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Army closes investigation into Bragg baby deaths

Posted May 5, 2011

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— Army investigators said Thursday that they have closed their examination of the unexplained deaths of young children in Fort Bragg housing without determining the cause of the children's deaths.

A dozen children under age 2 have died in homes on post since the beginning of 2007. Two infants died in the same house on post within three months, prompting the Army to launch an investigation last summer.

The Army Criminal Investigative Command and the U.S. Consumer Product Safety Commission tested 10 homes where the babies lived with their families for problems with carbon monoxide, mercury vapor, mold, lead, asbestos, pesticides and toxins in the drywall. All tests were negative or were at levels well below the standard for human exposure set by the federal Occupational Safety and Health Administration, officials said.

Army Secretary John McHugh expressed frustration in late March with the lack of answers to the deaths and ordered a team of chemists, architects and environmental health experts to conduct another analysis.

CID spokesman Chris Grey said Thursday that all tests have turned up no leads, so the Army was closing the case on 10 of the deaths.

"After extensive testing and investigating, the review did not discover any evidence or information that points to criminality associated with the deaths or any identifiable common environmental link," Grey said in a statement.

The two most recent deaths, which occurred after CID have started its probe, will remain under investigation for now "to ensure that each death case garners all the investigative attention it deserves," he said.

CID will reopen any of the closed cases if new evidence surfaces, he said.

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  • hmmmmm May 6, 2011

    I wonder if they have tested for common things that don't immediatly show symptoms, like Valley Fever, Lyme Disease, Encephalitis, & most especially, hidden birth defects due to exposure of our troops to toxins in other countries, or vaccines forced on them, while deployed before the children were conceived (ala Agent Orange in the 60's - 70's, we KNOW the government hid that for untold years, illnesses & deaths). Just a thought....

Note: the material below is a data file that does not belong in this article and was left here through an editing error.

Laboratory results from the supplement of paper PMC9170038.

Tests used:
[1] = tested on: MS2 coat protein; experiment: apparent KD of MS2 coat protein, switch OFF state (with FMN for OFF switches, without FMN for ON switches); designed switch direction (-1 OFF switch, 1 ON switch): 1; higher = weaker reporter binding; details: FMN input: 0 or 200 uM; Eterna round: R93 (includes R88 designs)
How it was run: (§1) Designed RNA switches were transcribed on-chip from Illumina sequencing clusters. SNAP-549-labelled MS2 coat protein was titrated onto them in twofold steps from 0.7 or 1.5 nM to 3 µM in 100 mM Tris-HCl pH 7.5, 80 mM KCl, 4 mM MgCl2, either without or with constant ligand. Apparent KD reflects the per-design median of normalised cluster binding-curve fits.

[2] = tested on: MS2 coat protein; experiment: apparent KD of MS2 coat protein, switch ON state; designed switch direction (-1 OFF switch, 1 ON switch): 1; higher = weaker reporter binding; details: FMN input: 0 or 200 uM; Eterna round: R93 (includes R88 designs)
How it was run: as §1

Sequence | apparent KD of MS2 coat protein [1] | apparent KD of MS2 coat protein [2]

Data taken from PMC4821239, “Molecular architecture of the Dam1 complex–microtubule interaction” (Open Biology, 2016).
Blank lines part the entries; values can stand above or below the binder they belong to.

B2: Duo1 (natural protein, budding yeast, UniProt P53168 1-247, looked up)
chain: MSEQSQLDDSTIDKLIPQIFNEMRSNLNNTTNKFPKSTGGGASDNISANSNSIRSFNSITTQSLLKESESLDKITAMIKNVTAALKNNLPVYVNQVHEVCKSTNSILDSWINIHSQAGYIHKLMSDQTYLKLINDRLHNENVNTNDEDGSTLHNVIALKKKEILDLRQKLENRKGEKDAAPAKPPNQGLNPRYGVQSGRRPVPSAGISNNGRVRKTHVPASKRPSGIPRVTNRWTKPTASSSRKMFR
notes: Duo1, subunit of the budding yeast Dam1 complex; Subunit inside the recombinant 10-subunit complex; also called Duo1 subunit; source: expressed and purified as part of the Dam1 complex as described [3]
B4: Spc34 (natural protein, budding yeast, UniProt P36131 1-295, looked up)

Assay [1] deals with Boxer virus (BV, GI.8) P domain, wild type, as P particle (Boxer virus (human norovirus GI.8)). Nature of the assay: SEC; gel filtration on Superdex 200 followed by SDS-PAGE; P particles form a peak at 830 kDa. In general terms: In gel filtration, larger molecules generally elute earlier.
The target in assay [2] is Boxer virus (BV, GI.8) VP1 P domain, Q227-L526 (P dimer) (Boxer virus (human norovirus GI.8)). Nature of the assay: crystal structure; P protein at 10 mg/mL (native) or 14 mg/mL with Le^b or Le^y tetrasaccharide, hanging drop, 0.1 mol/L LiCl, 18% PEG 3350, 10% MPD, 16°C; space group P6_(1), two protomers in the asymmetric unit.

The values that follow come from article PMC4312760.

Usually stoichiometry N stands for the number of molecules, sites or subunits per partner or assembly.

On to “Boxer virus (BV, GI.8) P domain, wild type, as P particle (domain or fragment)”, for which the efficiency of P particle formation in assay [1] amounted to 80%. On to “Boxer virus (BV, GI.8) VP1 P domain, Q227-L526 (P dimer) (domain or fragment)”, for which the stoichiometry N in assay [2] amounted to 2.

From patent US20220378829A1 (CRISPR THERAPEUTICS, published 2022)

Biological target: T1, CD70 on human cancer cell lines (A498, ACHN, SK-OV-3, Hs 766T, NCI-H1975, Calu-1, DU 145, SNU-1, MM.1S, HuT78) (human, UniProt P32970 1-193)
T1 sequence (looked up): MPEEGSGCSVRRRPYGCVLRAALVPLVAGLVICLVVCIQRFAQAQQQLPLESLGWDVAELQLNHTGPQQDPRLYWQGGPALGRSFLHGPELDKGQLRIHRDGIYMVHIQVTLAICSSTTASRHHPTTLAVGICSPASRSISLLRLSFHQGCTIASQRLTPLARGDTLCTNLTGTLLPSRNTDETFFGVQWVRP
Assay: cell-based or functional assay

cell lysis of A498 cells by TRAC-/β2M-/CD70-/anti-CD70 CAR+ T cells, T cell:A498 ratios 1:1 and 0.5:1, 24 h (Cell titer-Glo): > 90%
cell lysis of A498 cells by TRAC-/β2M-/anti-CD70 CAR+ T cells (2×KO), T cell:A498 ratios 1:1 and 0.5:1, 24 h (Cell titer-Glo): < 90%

• esprg May 6, 2011

    Just wondering if there have been autopsies done on the babies to see if they have any similarities. I know it is difficult to think of this poor baby and the parents having to know their baby is under autopsy but at least see what if anything the test could be missing can find.

  • anneonymousone May 6, 2011

    Thank you, GeorgiaTech; I had wondered about the stats and had never read them.

    Proximity does not mean causality, and I'm sure that's not comforting to the parents whose children have died. My best thoughts are with them.

  • georgiatech May 6, 2011

    Nice try F650gs.... but you would need to back that up with actual statistics...

    http://www.charlotteobserver.com/2011/03/29/2180390/military-sure-housing-didnt-kill.html

    "The Army has said the average infant mortality rate from 2007 to 2009 for base residents at Fort Bragg was 5.3 deaths per 1,000 births. North Carolina's rate for 2009 was 7.9, the lowest in the state's history. For Cumberland County, where most of Fort Bragg's off-post population lives, the rate was 9.5 in 2009."

  • F650gs May 6, 2011

    I personally can't believe these cases are being closed. It is not statistically possible for all these deaths to occur on base...it is not a coincidence. I would hope that the military would provide extra housing allowance, if necessary, for all families with babies/young children to live off base. My heart goes out to all the families who lost their children!

  • dabink May 6, 2011

    Have the army commanders demonstrate that these houses are safe by asking them to have their closest relatives with babies live in the houses for an extended period of time.

  • mulecitybabe May 5, 2011

    I think it's time somebody besides the government investigated these deaths. Not saying anything, really, but they have too much of a reason to not find anything wrong.

    At the least, no kids under the age of 12 should be allowed in that housing area.